Don't be afraid of your flat top if you have one. Sometimes when I get hit hard on the line i will cook sunny side up, over easy and even omelettes if my pans are full and will be for a while.
I dont even eat omelets anymore. After cooking thousands of them they just don't even seem like food anymore.
Spanish Chorizo Omelet.......I sautee the veggies, put in the egg,bleed the egg from top to bottom, flip and put in the cheese. I let the heat of the pan cook the bottom while the cheese melts from the top heat after folding. I want the top to look just done and fluffy..........
Thanks. By the way..........was out of the giant red-spotted spiders since we had them yesterday for breakfast.
Seriously though, egg beaters is not as resilliant as whole, fresh beaten eggs when you mix in ingredients. I have learned over the years to put everything in as a filling and not "some here some there" plus you get a fluffier and more complete omelet. I also was just about finished eating when it dawned on me to take a picture of the cross-section. Have to remember next time. And you are correct.....no browning! My first Chef would have killed me (have been hit by flying omelet too) if I browned the eggs and I haven't since.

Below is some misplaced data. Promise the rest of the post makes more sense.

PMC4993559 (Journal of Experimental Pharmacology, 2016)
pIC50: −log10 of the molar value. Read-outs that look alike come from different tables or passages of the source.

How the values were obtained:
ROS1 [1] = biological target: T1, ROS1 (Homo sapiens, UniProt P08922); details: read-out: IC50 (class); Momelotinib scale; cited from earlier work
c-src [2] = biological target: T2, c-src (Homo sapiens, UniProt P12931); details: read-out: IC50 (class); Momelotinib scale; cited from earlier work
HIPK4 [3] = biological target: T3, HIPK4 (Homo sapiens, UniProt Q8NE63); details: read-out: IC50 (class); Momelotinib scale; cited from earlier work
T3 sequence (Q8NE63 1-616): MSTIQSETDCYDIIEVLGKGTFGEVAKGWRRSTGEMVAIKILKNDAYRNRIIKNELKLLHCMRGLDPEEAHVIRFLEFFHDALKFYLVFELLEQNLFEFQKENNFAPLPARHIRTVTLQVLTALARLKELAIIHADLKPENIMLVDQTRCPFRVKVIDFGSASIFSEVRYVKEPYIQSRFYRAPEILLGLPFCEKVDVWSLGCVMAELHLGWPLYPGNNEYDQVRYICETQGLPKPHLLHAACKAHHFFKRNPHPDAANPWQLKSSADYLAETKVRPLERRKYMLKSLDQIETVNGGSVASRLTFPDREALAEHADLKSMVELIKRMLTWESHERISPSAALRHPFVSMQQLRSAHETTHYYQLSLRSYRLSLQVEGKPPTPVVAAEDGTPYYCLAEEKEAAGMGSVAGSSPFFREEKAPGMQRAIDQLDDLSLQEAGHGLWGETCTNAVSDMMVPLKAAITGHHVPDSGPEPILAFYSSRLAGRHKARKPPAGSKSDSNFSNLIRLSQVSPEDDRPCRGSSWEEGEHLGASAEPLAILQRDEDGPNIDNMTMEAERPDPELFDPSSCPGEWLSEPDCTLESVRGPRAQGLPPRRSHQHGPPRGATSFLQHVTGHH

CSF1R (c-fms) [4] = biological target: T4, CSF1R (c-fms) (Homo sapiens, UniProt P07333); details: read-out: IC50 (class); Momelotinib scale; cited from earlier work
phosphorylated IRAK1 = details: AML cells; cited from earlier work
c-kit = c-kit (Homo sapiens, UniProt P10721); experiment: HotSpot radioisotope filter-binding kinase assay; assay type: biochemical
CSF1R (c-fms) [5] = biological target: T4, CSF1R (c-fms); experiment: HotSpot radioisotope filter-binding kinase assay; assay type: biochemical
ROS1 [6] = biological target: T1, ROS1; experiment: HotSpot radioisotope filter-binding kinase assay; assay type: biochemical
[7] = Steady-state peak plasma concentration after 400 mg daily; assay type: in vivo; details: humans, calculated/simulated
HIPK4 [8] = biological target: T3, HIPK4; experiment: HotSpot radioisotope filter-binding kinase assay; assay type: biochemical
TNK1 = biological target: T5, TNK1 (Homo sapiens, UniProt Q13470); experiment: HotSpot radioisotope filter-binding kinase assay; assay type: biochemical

Yeah Im not crazy about egg beaters, it just cooks differenty.
Well as you know its all a trade-off, if you wanna risk a little browning, you can use higher heat and cut down on
cook time. But perfect non brown eggs take lower heat, something you need to force yourself to do when you have
15 tickets hangin' on the spinner, and 6 fair maidens drumming their fingers on the dang pass bar.
Same goes for pretty much scrambled and fried eggs too of course, in regard to the browning.